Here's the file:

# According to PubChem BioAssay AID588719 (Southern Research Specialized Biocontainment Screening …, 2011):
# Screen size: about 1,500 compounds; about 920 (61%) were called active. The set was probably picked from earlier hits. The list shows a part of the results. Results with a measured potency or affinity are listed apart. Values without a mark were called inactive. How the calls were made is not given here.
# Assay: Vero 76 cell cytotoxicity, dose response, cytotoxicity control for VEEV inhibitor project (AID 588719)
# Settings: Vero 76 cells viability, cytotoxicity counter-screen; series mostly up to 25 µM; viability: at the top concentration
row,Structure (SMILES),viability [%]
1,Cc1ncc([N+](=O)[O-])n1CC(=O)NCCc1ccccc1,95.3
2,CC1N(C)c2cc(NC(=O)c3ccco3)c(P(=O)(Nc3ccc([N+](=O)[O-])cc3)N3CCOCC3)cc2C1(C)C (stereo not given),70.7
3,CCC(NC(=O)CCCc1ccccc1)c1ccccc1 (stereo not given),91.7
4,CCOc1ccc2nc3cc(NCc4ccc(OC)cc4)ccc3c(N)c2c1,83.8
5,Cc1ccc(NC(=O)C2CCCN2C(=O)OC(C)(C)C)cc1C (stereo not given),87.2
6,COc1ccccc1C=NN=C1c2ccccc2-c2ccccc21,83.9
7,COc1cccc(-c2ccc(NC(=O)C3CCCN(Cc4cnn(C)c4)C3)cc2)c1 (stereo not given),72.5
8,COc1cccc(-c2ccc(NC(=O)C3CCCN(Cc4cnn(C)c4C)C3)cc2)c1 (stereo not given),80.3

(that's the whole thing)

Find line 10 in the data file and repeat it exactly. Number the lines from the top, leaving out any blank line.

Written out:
5,Cc1ccc(NC(=O)C2CCCN2C(=O)OC(C)(C)C)cc1C (stereo not given),87.2